Tighten noose over countryside; Air Force pilot killed in Kabul explosion
The Taliban tightened the noose around northern Afghanistan Sunday, capturing three more provincial capitals as they take their fight to the cities after seizing much of the countryside in recent months.
The insurgents have snatched up five provincial capitals in Afghanistan since Friday in a lightning offensive that appears to have overwhelmed government forces.
Kunduz, Sar-e-Pul and Taloqan in the north fell within hours of each other Sunday, lawmakers, security sources and residents in the cities confirmed. In Kunduz, one resident described the city as being enveloped in “total chaos.”
“After some fierce fighting, the mujahideen, with the grace of God, captured the capital of Kunduz,” the Taliban said in a statement Sunday afternoon.
“The mujahideen also captured Sar-e-Pul city, the government buildings and all the installations there.” The insurgents said on Twitter on Sunday evening that they had also taken Taloqan, the capital of Takhar province.
Parwina Azimi, a women’s rights activist in Sar-e-Pul, told AFP by phone that government officials and the remaining forces had retreated to an army barracks about three kilometers (two miles) from the city.
The Taliban had the compound “surrounded,” said Mohammad Hussein Mujahidzada, a member of the provincial council.
Taloqan was the next to go Sunday, with resident Zabihullah Hamidi telling AFP by phone that he saw security forces and officials leave the city in a convoy of vehicles.
“We retreated from the city this afternoon, after the government failed to send help,” a security source told AFP. “The city is unfortunately fully in Taliban hands.”
Kunduz is the most significant Taliban gain since the insurgents launched an offensive in May as foreign forces began the final stages of their withdrawal.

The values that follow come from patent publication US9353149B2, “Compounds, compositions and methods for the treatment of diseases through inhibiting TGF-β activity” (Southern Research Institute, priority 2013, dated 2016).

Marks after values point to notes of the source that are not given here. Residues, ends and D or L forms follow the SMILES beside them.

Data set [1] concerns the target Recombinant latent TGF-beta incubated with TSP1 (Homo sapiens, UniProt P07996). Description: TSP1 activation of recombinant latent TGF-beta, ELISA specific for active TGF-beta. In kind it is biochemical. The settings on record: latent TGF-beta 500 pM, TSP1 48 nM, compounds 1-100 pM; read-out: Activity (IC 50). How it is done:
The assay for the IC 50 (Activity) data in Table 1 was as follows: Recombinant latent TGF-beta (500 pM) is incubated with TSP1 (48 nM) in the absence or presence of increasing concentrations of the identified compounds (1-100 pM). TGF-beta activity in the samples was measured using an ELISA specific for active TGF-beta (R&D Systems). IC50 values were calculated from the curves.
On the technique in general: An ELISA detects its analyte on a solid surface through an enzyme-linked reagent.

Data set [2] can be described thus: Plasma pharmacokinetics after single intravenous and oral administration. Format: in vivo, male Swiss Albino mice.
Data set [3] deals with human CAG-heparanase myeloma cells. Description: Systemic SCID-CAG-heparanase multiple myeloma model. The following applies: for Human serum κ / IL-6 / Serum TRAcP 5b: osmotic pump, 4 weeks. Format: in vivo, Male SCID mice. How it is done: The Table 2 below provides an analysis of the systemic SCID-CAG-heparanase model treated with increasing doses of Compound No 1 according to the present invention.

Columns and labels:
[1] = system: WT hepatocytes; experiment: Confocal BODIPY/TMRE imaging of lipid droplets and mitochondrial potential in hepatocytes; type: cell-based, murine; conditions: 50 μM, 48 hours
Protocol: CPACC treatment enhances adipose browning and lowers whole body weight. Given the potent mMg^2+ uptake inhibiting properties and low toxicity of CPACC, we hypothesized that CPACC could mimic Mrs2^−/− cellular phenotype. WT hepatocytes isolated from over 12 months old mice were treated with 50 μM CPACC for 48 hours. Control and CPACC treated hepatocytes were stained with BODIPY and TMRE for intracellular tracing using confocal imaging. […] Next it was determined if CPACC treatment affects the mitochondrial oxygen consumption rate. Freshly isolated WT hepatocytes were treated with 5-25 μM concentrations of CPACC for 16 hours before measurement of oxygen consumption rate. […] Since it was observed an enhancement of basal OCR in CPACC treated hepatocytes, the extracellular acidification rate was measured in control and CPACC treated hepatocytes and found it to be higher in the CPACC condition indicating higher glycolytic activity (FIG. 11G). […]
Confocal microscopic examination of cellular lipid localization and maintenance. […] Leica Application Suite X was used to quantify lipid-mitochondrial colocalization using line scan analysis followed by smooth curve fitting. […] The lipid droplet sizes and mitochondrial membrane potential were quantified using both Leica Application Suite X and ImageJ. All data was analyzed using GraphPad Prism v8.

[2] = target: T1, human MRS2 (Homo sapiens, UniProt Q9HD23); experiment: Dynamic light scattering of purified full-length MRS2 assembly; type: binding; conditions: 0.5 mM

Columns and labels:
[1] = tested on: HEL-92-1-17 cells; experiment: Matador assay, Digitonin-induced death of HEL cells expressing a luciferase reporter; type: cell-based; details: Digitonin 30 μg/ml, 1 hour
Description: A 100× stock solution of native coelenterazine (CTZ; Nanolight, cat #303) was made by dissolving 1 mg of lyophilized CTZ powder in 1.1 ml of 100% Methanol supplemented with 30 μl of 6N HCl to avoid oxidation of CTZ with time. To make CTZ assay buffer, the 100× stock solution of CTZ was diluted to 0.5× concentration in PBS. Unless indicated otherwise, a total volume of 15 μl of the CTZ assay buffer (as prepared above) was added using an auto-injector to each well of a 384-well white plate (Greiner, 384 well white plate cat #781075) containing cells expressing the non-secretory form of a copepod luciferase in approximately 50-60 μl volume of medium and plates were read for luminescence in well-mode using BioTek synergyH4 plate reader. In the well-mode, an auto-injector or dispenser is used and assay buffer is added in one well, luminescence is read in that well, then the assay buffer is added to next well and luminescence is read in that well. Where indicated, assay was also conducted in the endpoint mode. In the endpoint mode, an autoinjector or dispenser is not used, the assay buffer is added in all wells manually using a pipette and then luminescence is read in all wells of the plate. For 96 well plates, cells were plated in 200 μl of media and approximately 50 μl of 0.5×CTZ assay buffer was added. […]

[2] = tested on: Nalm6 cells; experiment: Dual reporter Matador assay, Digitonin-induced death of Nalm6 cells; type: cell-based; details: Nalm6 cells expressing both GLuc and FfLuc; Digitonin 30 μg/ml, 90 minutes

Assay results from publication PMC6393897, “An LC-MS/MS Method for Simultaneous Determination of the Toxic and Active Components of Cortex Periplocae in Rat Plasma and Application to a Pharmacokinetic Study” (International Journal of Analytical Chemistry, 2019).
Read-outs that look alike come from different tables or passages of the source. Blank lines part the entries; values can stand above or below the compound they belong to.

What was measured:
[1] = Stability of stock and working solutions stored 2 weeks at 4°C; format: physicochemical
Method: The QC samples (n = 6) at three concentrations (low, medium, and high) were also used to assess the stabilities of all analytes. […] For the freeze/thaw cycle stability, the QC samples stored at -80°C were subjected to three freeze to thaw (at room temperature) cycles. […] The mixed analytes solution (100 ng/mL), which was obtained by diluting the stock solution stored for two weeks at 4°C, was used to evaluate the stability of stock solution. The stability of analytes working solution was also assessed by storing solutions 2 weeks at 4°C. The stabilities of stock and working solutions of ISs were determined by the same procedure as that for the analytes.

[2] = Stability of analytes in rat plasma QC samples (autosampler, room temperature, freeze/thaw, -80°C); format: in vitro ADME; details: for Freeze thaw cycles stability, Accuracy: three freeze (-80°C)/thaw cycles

The ministry of defense said government forces were fighting to retake key installations. “The commando forces have launched a clearing operation.
Some areas, including the national radio and TV buildings, have been cleared of the terrorist Taliban,” it said.
Spokesman Mirwais Stanikzai said later that reinforcements including special forces had been deployed to Sar-e-Pul and Sheberghan.
“The capture of Kunduz is quite significant because it will free up a large number of Taliban forces who might then be mobilized in other parts of the north,” said Ibraheem Thurial, a consultant for International Crisis Group.
Vivid footage of the fighting was posted on social media over the weekend, including what appeared to be large numbers of prisoners being freed from jails in captured cities.
“US forces have conducted several air strikes in defense of our Afghan partners in recent days,” Major Nicole Ferrara, a Central Command spokesperson, told AFP in Washington.
Hundreds of thousands of Afghans have been displaced by the recent fighting, and on Saturday, 12 people were killed when their bus was struck by a roadside bomb as they tried to flee Gardez in Paktia province.
The withdrawal of foreign forces is due to finish at the end of this month ahead of the 20th anniversary of the September 11 attacks. The US-led invasion sparked by 9/11 toppled the first Taliban regime in 2001.
An Afghan security forces spokesman said “extremely (heavy) fighting is going on” in Kunduz, as security forces fought to defend the city, regarded as a strategic prize as it lay at the gateway to mineral-rich northern provinces and Central Asia.
Taliban spokesman Zabihullah Mujahid said the group had largely captured the province and were close to the airport. In Sar-e-Pul, Rahmani said: “Government headquarters, including the governor’s house, police command, and the National Directorate of Security compound, are captured by the Taliban.”
Meanwhile, an Afghan Air Force pilot was killed by a bomb in Kabul on Saturday, officials said, in an attack claimed by the Taliban.
The pilot, Hamidullah Azimi, died when a sticky bomb attached to his vehicle detonated, officials said, adding that five civilians were wounded in the explosion.
Azimi was trained to fly US-made UH60 Black Hawk helicopters and had served with the Afghan Air Force for almost four years, the force’s commander, Abdul Fatah Eshaqzai, told Reuters.